Literacy, Digital Literacy, and Disability Barriers and Solutions to ICT Use in Developing Countries

  • Title: Literacy, Digital Literacy, and Disability Barriers and Solutions to ICT Use in Developing Countries
  • Publication Type: Conference Proceedings
  • Authors: Vanderheiden, G.

Full Text

ICT and networks have an increasing impact on low income and developing regions, providing new opportunities to those who can use it, – and putting at further disadvantage those who cannot.   Today’s interfaces are often complex, require literacy to use, and are not accessible by many with access problems due to literacy, lack of computer experience, disabilities and/or the effects of aging.  Affordable mechanisms that are based on the realities in developing and low income regions need to be identified in order to allow equal participation and benefit from these new technologies.

The focus of this workshop on ICT and developing nations was on determining the needs and barriers to ICT use in developing countries and strategies for solving them.  This report provides key observations and points from the workshop.  They are provided in brief outline form to aid in readability and dissemination of the results.

1. Importance of ICT

Before launching in how to Make ICT accessible it was useful to collect information on how ICT is used by people in developing countries.  Especially of interest are uses that differ from ordinary uses of ICT.   Here are some that came up in our working session.

  • GPS
    • To tell people when on trek where they are so they do not accidentally enter areas they do not belong – and avoid conflict
    • To tell others where borders are so people are not attacked when they are NOT in the wrong place – (both sides know where borders are)
  • Weather
    • Traditional methods and knowledge on when to plant and harvest no longer work with climate change
  • Disease warning and action
    • To tell when diseases are possible to prevent them
    • To recognize what has happened or is happening
    • To ask/learn how to address problems
  • Prices
    • To understand when one is being treated fairly or not
    • To know which markets may be better
    • To know when it is better to sell now or later
  • Children
    • To learn about things not otherwise available
    • To learn about technology itself
    • To learn in ways that are more tuned to children’s lifestyles (mobile, different hours, asynchronous (not as a class))
  • Refugee camps
    • ICT may be the only way to communicate with their families outside the camp – or in other camps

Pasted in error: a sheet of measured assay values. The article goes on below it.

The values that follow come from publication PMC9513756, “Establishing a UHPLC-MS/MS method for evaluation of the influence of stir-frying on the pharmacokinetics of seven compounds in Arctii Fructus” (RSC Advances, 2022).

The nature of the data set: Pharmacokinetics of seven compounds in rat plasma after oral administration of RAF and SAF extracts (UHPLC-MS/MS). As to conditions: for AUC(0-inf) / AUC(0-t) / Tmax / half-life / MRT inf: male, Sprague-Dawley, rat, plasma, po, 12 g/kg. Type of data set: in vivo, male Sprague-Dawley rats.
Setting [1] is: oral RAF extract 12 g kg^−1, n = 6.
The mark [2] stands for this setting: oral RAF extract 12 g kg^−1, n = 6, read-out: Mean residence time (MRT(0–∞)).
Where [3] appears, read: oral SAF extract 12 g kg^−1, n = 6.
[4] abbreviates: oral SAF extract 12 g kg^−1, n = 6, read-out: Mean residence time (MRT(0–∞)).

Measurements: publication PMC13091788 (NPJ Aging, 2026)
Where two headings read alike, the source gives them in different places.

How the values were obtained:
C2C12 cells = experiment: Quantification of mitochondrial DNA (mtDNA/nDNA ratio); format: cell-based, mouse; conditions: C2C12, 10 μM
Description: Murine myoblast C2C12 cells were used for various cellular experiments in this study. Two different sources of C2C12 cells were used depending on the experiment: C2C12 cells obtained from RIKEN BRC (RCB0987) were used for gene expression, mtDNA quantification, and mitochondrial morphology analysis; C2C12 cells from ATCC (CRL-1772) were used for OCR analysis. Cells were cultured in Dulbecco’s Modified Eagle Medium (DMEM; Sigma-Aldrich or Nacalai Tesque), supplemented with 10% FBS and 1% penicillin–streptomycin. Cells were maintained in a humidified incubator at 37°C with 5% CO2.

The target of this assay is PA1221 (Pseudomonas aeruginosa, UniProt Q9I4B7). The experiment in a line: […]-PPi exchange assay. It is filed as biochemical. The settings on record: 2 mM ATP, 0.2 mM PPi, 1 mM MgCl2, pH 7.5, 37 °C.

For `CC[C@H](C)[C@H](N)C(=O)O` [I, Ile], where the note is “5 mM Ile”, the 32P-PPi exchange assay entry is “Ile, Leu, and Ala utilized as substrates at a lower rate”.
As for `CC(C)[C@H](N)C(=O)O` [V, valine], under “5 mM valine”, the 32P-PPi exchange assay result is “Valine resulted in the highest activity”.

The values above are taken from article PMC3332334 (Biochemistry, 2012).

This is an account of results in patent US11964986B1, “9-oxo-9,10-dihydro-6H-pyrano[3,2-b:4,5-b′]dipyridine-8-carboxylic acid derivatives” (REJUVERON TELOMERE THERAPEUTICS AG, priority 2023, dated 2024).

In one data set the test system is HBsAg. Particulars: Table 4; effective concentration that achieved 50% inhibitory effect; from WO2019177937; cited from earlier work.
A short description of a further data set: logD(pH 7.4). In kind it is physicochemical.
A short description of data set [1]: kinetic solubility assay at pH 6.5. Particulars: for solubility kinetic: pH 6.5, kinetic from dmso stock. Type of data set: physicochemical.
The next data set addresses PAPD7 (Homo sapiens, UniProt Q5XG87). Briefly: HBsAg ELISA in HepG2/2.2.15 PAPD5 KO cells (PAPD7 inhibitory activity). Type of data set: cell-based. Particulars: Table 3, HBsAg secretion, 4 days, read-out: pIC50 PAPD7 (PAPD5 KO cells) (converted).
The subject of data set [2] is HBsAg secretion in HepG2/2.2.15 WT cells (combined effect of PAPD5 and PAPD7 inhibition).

2. Barriers to use

We also looked at barriers to use.  Again there are the barriers that everyone would think of.  But there are also barriers that are only obvious to those more familiar with daily life in different countries.

Predictable Barriers to use

  • Some barriers are those that one would expect
    • Lack of equipment
    • Lack of experience by participants
    • Need for local trainers
    • Lack of connection to internet
  • Vicious Cycle
    • No access while others do have access
    • Lower skills and less advantages (access to info etc)
    • Lower employability
    • Less money
    • Less ability to afford
    • Reduced access
    • (go to top and start down again)
  • Cost and connection
    • Need to have Device and connection.   (Connection often the hardest problem – not the hardware)
    • One study in Columbia showed that 2 % of people with visual disabilities had internet access vs  38.5% for general population.
  • Form of information
    • Not just the ability to get the information – but the ability to get it in a form that the person can use
      • Proper language
      • Audio vs Video

Less Considered Barriers to use        

Some barriers are less thought of or not obvious to people living in developed countries

  • Not in the culture
    • Social barriers to get it known  (Santiago)
    • Generation Problem
      • Expectations of elders – for themselves and for others
    • See also “Perceived Immorality” below
  • Migratory nature of children – families
  • On trek so not in one place day to day
  • When a family has a computer (given to them) and no food for the children – the computer may soon be “stolen” in order to keep the children from starving.
  • Daily responsibilities
    • Children often are not in school because they are needed to carry out chores of the family
      • Fetching water from distant wells
      • Herding and watching animals  (goatherd)
    • Sometimes alternative methods for meeting children’s responsibilities are needed to allow them to attend school
      • eWatertanker  (water tanker for use only by children who are in school)
      • eGoatherd ( Goatherd that will watch children’s animals while they are in school)
      • (see also “Higher Priorities in life”  below)
  • Perceived Immorality
    • For some countries it is seen as immoral for women to leave the house to go out to work.   Some even consider it in the same category as prostitution – or an assumption or suspicion that you are a prostitute if you regularly leave the house
      • An inability to have an Internet connection at the house then becomes a major barrier.  If they could be connected – and work at home – then it is much easier for them to learn, work, create, earn a living, fulfill themselves in additional ways (economic, social, etc) in addition to family.
      • Children who are raised in connected families are also much more computer literate and skilled from an early age.
  • Theft